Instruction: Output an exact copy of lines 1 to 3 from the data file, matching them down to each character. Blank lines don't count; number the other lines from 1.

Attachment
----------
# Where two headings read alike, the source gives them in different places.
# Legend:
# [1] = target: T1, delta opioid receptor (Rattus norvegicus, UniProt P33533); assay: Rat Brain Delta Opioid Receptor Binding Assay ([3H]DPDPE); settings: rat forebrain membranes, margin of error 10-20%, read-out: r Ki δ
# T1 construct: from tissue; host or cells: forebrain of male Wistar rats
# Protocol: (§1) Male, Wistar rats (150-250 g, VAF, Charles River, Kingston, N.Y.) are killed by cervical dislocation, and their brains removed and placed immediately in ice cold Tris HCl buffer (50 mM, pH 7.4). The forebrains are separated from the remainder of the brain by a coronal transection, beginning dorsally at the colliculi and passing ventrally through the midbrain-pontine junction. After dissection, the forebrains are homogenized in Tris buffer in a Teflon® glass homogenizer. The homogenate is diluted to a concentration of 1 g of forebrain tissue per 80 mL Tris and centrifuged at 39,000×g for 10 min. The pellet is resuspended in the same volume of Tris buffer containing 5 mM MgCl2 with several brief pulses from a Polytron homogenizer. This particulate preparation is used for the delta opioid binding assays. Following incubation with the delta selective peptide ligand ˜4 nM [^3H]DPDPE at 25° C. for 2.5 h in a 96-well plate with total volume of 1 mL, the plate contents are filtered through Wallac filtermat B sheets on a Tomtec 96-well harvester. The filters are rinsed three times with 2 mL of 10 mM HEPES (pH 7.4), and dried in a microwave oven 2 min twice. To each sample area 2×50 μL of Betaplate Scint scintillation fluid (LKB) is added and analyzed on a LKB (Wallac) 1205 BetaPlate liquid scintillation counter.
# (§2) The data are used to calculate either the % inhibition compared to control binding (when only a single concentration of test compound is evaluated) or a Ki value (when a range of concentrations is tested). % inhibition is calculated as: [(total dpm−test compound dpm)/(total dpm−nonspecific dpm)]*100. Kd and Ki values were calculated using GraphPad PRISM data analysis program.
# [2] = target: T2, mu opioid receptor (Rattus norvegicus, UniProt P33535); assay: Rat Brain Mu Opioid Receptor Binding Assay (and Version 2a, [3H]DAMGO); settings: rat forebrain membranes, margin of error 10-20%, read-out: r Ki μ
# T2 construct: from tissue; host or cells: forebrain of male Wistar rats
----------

# Where two headings read alike, the source gives them in different places.
# Legend:
# [1] = target: T1, delta opioid receptor (Rattus norvegicus, UniProt P33533); assay: Rat Brain Delta Opioid Receptor Binding Assay ([3H]DPDPE); settings: rat forebrain membranes, margin of error 10-20%, read-out: r Ki δ